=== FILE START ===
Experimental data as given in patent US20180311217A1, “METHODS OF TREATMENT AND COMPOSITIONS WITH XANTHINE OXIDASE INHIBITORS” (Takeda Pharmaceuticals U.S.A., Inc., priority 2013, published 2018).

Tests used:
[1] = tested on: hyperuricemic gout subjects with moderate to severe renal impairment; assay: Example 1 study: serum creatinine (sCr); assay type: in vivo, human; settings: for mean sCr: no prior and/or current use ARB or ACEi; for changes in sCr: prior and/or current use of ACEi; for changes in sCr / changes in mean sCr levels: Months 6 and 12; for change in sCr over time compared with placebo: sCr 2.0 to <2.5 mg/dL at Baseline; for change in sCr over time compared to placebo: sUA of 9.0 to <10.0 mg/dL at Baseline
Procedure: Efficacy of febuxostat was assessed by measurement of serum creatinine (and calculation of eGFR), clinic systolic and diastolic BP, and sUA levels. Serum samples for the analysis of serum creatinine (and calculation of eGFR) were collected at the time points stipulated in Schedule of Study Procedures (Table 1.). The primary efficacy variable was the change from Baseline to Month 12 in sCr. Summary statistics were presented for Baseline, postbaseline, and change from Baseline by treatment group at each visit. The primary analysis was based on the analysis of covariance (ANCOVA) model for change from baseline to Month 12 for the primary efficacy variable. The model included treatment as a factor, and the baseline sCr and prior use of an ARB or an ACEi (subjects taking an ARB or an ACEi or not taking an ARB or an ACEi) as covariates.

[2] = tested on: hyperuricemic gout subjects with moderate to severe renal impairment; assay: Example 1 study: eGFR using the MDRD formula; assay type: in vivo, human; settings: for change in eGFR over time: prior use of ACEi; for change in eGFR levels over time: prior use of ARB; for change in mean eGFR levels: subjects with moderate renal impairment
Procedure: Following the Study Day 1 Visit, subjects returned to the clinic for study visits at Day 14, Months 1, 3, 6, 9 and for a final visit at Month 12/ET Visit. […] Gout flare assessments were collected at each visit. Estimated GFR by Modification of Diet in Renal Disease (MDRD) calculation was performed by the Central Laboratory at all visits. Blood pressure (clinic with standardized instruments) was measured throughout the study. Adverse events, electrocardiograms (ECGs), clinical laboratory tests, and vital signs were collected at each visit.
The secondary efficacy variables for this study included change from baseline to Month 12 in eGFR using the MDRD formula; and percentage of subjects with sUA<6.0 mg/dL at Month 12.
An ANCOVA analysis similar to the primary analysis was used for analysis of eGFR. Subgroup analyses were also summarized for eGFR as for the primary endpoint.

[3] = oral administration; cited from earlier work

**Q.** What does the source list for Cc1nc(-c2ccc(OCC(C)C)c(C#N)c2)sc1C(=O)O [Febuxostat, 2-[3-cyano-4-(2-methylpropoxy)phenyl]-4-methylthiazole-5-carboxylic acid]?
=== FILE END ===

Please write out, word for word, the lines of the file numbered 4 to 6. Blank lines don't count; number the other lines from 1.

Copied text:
Procedure: Efficacy of febuxostat was assessed by measurement of serum creatinine (and calculation of eGFR), clinic systolic and diastolic BP, and sUA levels. Serum samples for the analysis of serum creatinine (and calculation of eGFR) were collected at the time points stipulated in Schedule of Study Procedures (Table 1.). The primary efficacy variable was the change from Baseline to Month 12 in sCr. Summary statistics were presented for Baseline, postbaseline, and change from Baseline by treatment group at each visit. The primary analysis was based on the analysis of covariance (ANCOVA) model for change from baseline to Month 12 for the primary efficacy variable. The model included treatment as a factor, and the baseline sCr and prior use of an ARB or an ACEi (subjects taking an ARB or an ACEi or not taking an ARB or an ACEi) as covariates.

[2] = tested on: hyperuricemic gout subjects with moderate to severe renal impairment; assay: Example 1 study: eGFR using the MDRD formula; assay type: in vivo, human; settings: for change in eGFR over time: prior use of ACEi; for change in eGFR levels over time: prior use of ARB; for change in mean eGFR levels: subjects with moderate renal impairment
Procedure: Following the Study Day 1 Visit, subjects returned to the clinic for study visits at Day 14, Months 1, 3, 6, 9 and for a final visit at Month 12/ET Visit. […] Gout flare assessments were collected at each visit. Estimated GFR by Modification of Diet in Renal Disease (MDRD) calculation was performed by the Central Laboratory at all visits. Blood pressure (clinic with standardized instruments) was measured throughout the study. Adverse events, electrocardiograms (ECGs), clinical laboratory tests, and vital signs were collected at each visit.